Stancil, who grew up in Ruleville, will assume his new post on Jan. 3, 2011.“It feels good,” said Harvey, who signed a two-year deal. “I’m coming back home.”
Harvey, who has a Master of Health Services Administration degree from the University of Arkansas at Little Rock, is leaving his job as a healthcare consultant in Granbury, Texas. However, he has more than 28 years of hospital leadership experience, including nine years as president of Harris Methodist Southwest Hospital, a 229-bed facility in Fort Worth, Texas.
“We have the right man for the job,” said Billy Schultz, DRMC’s Board of Trustees chairman. “We looked at about 10 candidates and began to narrow our
search down from there. “The board of trustees unanimously selected him based on his proven leadership in hospital administration and positive track record in financial and operational accomplishments,” he said.
Harvey succeeds Mazie Whalen, who became interim CEO and president on April 15. She will return to her post as Senior Vice President of Nursing Services. “It was a good experience for me,” said Whalen. “It was a challenge but we have someone to take over.”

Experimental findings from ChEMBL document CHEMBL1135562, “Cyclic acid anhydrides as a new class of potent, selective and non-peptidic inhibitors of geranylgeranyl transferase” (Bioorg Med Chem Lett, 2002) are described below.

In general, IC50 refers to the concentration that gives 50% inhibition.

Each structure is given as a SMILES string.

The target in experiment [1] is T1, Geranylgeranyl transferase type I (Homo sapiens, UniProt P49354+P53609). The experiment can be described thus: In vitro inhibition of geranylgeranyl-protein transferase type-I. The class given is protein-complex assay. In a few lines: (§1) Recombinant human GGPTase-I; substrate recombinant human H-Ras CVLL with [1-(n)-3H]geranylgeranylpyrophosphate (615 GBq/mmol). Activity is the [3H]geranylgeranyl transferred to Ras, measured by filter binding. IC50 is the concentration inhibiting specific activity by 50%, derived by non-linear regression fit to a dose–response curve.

Schultz said he and the board were pleased with Whalen’s job. “She was fantastic,” said
Schultz. “This is nothing against her at all. In fact, she didn’t want the job. I can’t say enough praise about what she did.” Harvey and his wife, Lisa, have a son, Ben, who lives in Arkansas.
Welcome Mr. Harvey and your family. You have an incredible opportunity to provide DRMC with the leadership and integrity that has been lacking for many years. As the Delta's largest medical center, DRMC has some truly great employees who have long been hoping to have a leader who is both fair and honest.
Change comes slowly in the Delta, but it can come. Keep your friends close and your enemies closer... and always be sure that you can discern the difference between these groups.
Boards and doctors don't run a hospital, but they will if given half a chance. Trust your instincts and administrative knowledge to make needed changes. Listen to your employees. As Henry Ford once stated, "I never learned anything about car making sitting in a board room. Most of what I know today, I learned from listening to the men on the line."
Best of luck in your new position.